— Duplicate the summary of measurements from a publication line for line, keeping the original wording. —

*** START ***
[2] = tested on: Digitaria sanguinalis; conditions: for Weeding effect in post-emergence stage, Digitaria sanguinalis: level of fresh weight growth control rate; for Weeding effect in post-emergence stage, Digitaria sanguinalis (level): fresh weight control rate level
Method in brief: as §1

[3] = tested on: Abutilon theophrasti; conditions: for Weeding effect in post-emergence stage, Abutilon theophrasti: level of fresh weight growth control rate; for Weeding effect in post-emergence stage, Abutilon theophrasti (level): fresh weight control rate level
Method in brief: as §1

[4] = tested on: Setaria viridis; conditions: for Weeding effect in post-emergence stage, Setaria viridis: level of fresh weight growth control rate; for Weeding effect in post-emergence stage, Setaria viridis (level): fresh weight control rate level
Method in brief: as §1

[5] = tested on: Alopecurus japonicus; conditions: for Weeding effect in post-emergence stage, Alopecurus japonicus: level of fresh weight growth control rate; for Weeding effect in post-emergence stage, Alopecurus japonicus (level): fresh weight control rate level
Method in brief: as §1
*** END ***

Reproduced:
[2] = tested on: Digitaria sanguinalis; conditions: for Weeding effect in post-emergence stage, Digitaria sanguinalis: level of fresh weight growth control rate; for Weeding effect in post-emergence stage, Digitaria sanguinalis (level): fresh weight control rate level
Method in brief: as §1

[3] = tested on: Abutilon theophrasti; conditions: for Weeding effect in post-emergence stage, Abutilon theophrasti: level of fresh weight growth control rate; for Weeding effect in post-emergence stage, Abutilon theophrasti (level): fresh weight control rate level
Method in brief: as §1

[4] = tested on: Setaria viridis; conditions: for Weeding effect in post-emergence stage, Setaria viridis: level of fresh weight growth control rate; for Weeding effect in post-emergence stage, Setaria viridis (level): fresh weight control rate level
Method in brief: as §1

[5] = tested on: Alopecurus japonicus; conditions: for Weeding effect in post-emergence stage, Alopecurus japonicus: level of fresh weight growth control rate; for Weeding effect in post-emergence stage, Alopecurus japonicus (level): fresh weight control rate level
Method in brief: as §1